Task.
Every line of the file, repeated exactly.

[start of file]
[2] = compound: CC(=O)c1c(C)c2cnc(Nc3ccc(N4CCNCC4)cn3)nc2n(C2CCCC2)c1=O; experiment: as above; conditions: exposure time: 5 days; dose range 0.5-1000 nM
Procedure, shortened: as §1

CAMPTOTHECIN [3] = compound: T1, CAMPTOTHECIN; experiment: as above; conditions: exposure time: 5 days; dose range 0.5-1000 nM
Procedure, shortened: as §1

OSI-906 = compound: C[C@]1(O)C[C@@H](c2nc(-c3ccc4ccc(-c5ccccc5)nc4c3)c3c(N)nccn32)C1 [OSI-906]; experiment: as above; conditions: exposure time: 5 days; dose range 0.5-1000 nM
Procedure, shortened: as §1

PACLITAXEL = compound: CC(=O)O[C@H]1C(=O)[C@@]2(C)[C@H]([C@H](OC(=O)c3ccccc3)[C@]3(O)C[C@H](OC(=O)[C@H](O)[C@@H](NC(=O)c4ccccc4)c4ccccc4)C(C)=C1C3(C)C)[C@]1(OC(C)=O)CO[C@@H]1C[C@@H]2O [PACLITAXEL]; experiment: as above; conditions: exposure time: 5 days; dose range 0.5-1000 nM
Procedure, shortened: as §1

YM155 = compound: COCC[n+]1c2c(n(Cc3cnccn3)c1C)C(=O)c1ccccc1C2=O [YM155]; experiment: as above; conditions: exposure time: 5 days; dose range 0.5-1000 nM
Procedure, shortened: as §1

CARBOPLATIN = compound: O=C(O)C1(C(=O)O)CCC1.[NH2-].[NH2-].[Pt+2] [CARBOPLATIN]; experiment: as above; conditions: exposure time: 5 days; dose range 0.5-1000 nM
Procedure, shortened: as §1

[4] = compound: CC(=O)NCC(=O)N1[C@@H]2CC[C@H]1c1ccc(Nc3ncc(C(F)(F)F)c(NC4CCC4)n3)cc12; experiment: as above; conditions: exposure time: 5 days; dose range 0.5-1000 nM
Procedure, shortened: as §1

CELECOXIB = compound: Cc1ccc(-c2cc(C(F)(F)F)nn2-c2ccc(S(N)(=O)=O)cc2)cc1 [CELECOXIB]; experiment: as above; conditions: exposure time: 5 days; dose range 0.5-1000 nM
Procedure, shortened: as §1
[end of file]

[2] = compound: CC(=O)c1c(C)c2cnc(Nc3ccc(N4CCNCC4)cn3)nc2n(C2CCCC2)c1=O; experiment: as above; conditions: exposure time: 5 days; dose range 0.5-1000 nM
Procedure, shortened: as §1

CAMPTOTHECIN [3] = compound: T1, CAMPTOTHECIN; experiment: as above; conditions: exposure time: 5 days; dose range 0.5-1000 nM
Procedure, shortened: as §1

OSI-906 = compound: C[C@]1(O)C[C@@H](c2nc(-c3ccc4ccc(-c5ccccc5)nc4c3)c3c(N)nccn32)C1 [OSI-906]; experiment: as above; conditions: exposure time: 5 days; dose range 0.5-1000 nM
Procedure, shortened: as §1

PACLITAXEL = compound: CC(=O)O[C@H]1C(=O)[C@@]2(C)[C@H]([C@H](OC(=O)c3ccccc3)[C@]3(O)C[C@H](OC(=O)[C@H](O)[C@@H](NC(=O)c4ccccc4)c4ccccc4)C(C)=C1C3(C)C)[C@]1(OC(C)=O)CO[C@@H]1C[C@@H]2O [PACLITAXEL]; experiment: as above; conditions: exposure time: 5 days; dose range 0.5-1000 nM
Procedure, shortened: as §1

YM155 = compound: COCC[n+]1c2c(n(Cc3cnccn3)c1C)C(=O)c1ccccc1C2=O [YM155]; experiment: as above; conditions: exposure time: 5 days; dose range 0.5-1000 nM
Procedure, shortened: as §1

CARBOPLATIN = compound: O=C(O)C1(C(=O)O)CCC1.[NH2-].[NH2-].[Pt+2] [CARBOPLATIN]; experiment: as above; conditions: exposure time: 5 days; dose range 0.5-1000 nM
Procedure, shortened: as §1

[4] = compound: CC(=O)NCC(=O)N1[C@@H]2CC[C@H]1c1ccc(Nc3ncc(C(F)(F)F)c(NC4CCC4)n3)cc12; experiment: as above; conditions: exposure time: 5 days; dose range 0.5-1000 nM
Procedure, shortened: as §1

CELECOXIB = compound: Cc1ccc(-c2cc(C(F)(F)F)nn2-c2ccc(S(N)(=O)=O)cc2)cc1 [CELECOXIB]; experiment: as above; conditions: exposure time: 5 days; dose range 0.5-1000 nM
Procedure, shortened: as §1